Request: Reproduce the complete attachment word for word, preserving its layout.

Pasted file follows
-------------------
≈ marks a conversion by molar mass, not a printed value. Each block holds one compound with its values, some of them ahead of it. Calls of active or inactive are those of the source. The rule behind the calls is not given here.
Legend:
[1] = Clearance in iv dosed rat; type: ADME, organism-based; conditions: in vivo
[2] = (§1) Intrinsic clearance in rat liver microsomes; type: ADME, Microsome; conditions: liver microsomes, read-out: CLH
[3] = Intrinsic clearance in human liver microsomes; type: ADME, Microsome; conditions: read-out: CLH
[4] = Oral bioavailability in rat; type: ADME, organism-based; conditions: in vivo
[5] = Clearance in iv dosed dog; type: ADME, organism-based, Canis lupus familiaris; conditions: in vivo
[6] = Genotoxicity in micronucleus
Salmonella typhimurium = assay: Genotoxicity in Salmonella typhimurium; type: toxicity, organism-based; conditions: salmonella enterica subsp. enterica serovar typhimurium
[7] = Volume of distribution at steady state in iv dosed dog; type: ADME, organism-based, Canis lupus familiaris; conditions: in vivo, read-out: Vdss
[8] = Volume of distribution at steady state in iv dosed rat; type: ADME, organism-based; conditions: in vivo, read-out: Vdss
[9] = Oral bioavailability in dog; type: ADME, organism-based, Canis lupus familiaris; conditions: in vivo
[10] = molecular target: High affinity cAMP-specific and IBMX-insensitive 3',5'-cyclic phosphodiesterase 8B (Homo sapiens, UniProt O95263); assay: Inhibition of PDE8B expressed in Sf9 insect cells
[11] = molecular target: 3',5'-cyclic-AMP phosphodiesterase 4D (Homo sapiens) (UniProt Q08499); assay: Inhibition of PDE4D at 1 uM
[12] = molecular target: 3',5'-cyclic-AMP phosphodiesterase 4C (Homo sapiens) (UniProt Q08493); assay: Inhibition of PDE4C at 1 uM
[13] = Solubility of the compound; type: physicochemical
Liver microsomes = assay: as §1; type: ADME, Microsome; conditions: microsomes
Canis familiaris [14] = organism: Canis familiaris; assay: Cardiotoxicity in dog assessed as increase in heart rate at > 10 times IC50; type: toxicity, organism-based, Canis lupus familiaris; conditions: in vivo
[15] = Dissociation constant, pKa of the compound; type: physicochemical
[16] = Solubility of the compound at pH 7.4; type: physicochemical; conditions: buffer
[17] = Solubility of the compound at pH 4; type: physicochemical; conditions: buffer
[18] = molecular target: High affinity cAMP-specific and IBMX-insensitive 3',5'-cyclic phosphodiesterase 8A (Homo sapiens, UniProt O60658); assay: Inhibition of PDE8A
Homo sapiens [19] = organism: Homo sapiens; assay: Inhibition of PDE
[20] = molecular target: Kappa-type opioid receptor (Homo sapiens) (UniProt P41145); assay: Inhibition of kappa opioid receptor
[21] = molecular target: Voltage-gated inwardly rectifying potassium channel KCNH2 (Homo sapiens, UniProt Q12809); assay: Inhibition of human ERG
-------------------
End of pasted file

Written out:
≈ marks a conversion by molar mass, not a printed value. Each block holds one compound with its values, some of them ahead of it. Calls of active or inactive are those of the source. The rule behind the calls is not given here.
Legend:
[1] = Clearance in iv dosed rat; type: ADME, organism-based; conditions: in vivo
[2] = (§1) Intrinsic clearance in rat liver microsomes; type: ADME, Microsome; conditions: liver microsomes, read-out: CLH
[3] = Intrinsic clearance in human liver microsomes; type: ADME, Microsome; conditions: read-out: CLH
[4] = Oral bioavailability in rat; type: ADME, organism-based; conditions: in vivo
[5] = Clearance in iv dosed dog; type: ADME, organism-based, Canis lupus familiaris; conditions: in vivo
[6] = Genotoxicity in micronucleus
Salmonella typhimurium = assay: Genotoxicity in Salmonella typhimurium; type: toxicity, organism-based; conditions: salmonella enterica subsp. enterica serovar typhimurium
[7] = Volume of distribution at steady state in iv dosed dog; type: ADME, organism-based, Canis lupus familiaris; conditions: in vivo, read-out: Vdss
[8] = Volume of distribution at steady state in iv dosed rat; type: ADME, organism-based; conditions: in vivo, read-out: Vdss
[9] = Oral bioavailability in dog; type: ADME, organism-based, Canis lupus familiaris; conditions: in vivo
[10] = molecular target: High affinity cAMP-specific and IBMX-insensitive 3',5'-cyclic phosphodiesterase 8B (Homo sapiens, UniProt O95263); assay: Inhibition of PDE8B expressed in Sf9 insect cells
[11] = molecular target: 3',5'-cyclic-AMP phosphodiesterase 4D (Homo sapiens) (UniProt Q08499); assay: Inhibition of PDE4D at 1 uM
[12] = molecular target: 3',5'-cyclic-AMP phosphodiesterase 4C (Homo sapiens) (UniProt Q08493); assay: Inhibition of PDE4C at 1 uM
[13] = Solubility of the compound; type: physicochemical
Liver microsomes = assay: as §1; type: ADME, Microsome; conditions: microsomes
Canis familiaris [14] = organism: Canis familiaris; assay: Cardiotoxicity in dog assessed as increase in heart rate at > 10 times IC50; type: toxicity, organism-based, Canis lupus familiaris; conditions: in vivo
[15] = Dissociation constant, pKa of the compound; type: physicochemical
[16] = Solubility of the compound at pH 7.4; type: physicochemical; conditions: buffer
[17] = Solubility of the compound at pH 4; type: physicochemical; conditions: buffer
[18] = molecular target: High affinity cAMP-specific and IBMX-insensitive 3',5'-cyclic phosphodiesterase 8A (Homo sapiens, UniProt O60658); assay: Inhibition of PDE8A
Homo sapiens [19] = organism: Homo sapiens; assay: Inhibition of PDE
[20] = molecular target: Kappa-type opioid receptor (Homo sapiens) (UniProt P41145); assay: Inhibition of kappa opioid receptor
[21] = molecular target: Voltage-gated inwardly rectifying potassium channel KCNH2 (Homo sapiens, UniProt Q12809); assay: Inhibition of human ERG